The boat sped down the Ria Lagartos estuary, passing shallow islets of tightly packed mangrove trees. Its waters were different shades of turquoise, mixed with the emerald green of the leaves and the bright baby blue of a clear July sky. The Yucatec sun beat down on us, and I was sure my head was getting cooking inside the hat I’d very wisely donned to keep the brutal rays at bay.
We were taking a tour of the inlets beyond Rio Lagartos, a protected estuary in northern Yucatán. We were on our way back to port. For the past couple of hours, we’d been admiring the dense forests of mangroves and tropical vegetation. We’d seen flamingos eating plankton in the shallow, sandy waters, as well as all manner of hawks, eagles, ducks and other birds that called the estuary their home.
The pilot then slowed the motor down and beached the skiff in a small nook in between the mangroves. We descended from the boat like Spanish explorers, eager to uncover the mysteries that these swampy, little islands held. According to accounts, Cortes had actually landed here at the onset of his expedition into Mexico, looking to take water before heading north into the waters of the Gulf of Mexico. The Spaniards had aptly named the place Ría Lagartos, Alligator Lagoon, after the massive numbers of the critters that make their home amongst the maze of roots— which is why we hadn’t done any swimming.
Our guide beckoned us to a little clearing, where the ground beneath us was made up of spongy clay, causing our feet to sink in the humid mud. He took a plastic bottle filled with seawater and dug a hole on the ground with a dry mangrove branch, prying the white, clay loose, as if we were going to plant daisy or tomato seeds. When he’d gathered enough loose clay, he then poured the water and mixed it up with his hands until it became mud.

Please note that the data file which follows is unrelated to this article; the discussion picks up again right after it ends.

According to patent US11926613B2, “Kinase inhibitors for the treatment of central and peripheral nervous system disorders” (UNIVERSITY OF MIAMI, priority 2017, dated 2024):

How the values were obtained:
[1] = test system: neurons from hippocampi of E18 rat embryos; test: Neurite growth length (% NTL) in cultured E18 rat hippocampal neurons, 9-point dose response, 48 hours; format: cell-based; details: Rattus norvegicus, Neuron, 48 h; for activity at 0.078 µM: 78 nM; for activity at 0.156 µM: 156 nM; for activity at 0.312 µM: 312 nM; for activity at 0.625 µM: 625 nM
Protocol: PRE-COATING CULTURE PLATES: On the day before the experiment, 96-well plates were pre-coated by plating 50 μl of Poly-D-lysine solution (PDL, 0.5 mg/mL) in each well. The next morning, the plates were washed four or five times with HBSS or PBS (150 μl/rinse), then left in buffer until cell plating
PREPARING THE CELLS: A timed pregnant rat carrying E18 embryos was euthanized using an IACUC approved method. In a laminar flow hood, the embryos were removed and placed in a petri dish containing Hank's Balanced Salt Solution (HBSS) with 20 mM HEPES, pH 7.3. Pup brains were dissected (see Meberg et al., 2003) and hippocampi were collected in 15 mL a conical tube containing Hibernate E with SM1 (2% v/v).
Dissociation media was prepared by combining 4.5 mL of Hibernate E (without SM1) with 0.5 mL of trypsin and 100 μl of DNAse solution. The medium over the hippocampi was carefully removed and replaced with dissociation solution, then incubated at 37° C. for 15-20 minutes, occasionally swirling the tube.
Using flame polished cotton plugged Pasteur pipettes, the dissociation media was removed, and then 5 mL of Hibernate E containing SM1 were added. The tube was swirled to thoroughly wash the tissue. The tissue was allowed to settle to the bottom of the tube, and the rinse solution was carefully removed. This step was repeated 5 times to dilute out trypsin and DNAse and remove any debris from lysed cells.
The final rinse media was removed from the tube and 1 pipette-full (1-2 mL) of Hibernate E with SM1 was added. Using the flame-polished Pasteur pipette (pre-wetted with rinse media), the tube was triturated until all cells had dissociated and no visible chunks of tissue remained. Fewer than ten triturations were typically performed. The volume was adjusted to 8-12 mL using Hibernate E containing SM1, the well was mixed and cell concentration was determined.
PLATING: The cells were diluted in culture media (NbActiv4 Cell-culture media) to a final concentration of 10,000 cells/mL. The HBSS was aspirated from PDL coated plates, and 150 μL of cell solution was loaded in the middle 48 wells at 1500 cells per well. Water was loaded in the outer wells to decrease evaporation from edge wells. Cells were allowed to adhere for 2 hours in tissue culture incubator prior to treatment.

“Cover yourself with it,” he said, extending a handful of mud to me.
“Cover yourself with the mud! It’s good for your skin!”
Okay. I took several handfuls of clay, moist and squishy to the touch, and placed it over my skin. A slight breeze was blowing, and I immediately felt cooled, refreshed by the combination of mud and wind.
The white clay that comes from this swampy estuary is a natural exfoliant that supposedly contains high amounts of sulfur, seaweed, salts, nutrients and other minerals that hydrate and exfoliate the skin. When I rubbed it into my reddened shoulders, I felt it did help somewhat with my peeling from my sunburn (the sun always gets me on the first day). This activity has become popular in recent years, especially among European and American tourists that visit the area. Who wouldn’t want to get a Maya beauty treatment with your tour through the estuary looking for alligators?
The ancient Maya that used the waterways as commercial routes used to cover themselves in the creamy mud as protection from the elements, namely from the sun and mosquitoes— and small wonder, it feels great! Whether they also used the mud recreationally as an exfoliant is something that remains a mystery.
In no time, our little group had covered up in the stuff, and we ended up looking like fierce warriors. We joked about and took pictures as we played with the mud or drew shapes with the clay on our bodies.
Thus clad in the mud, we got back on the boat and sped to a nearby beach, where we’d wash the mud off. On our way there, we passed another boat crammed with tourists speeding up the waterway. They stared at the white creatures we’d become. I stood up and beat my chest like Tarzan, causing them to laugh and wave. What savages we must have looked like!
Taking a Maya mud bath is one of those unique experiences that are restricted to certain places. If you want to live it, you must travel to Rio Lagartos and take a tour of the estuary from the waterfront. Hiring a boat for the tour costs about several hundred dollars (depending on the boatman). Tours usually include sightseeing and birdwatching, some refreshments (or bring your own), as well as the opportunity to get the Mayan bath.
We arrived at the beach that lay before the fishing village, our final stop before heading back. As we washed the dry clay from our skins, we joked and swam in the shallow warm waters. I felt exhilarated, my spirit refreshed from the new experiences of exploring the swamps and trying new things.
One thing is clear: you can never be too old to play in the mud.